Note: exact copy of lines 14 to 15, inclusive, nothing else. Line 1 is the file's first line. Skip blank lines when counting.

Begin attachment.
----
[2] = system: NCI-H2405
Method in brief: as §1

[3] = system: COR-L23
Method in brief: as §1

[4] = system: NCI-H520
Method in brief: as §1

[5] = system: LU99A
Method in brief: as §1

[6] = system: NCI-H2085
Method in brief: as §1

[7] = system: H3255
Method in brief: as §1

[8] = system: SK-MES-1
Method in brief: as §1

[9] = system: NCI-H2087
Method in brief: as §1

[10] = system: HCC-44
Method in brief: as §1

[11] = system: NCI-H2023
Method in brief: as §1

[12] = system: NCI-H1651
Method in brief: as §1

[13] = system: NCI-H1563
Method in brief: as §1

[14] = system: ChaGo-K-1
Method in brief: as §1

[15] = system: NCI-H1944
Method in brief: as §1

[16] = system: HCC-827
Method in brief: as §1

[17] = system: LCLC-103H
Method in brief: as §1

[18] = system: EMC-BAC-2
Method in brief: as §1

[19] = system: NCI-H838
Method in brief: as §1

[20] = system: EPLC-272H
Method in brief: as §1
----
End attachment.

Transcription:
Method in brief: as §1

[9] = system: NCI-H2087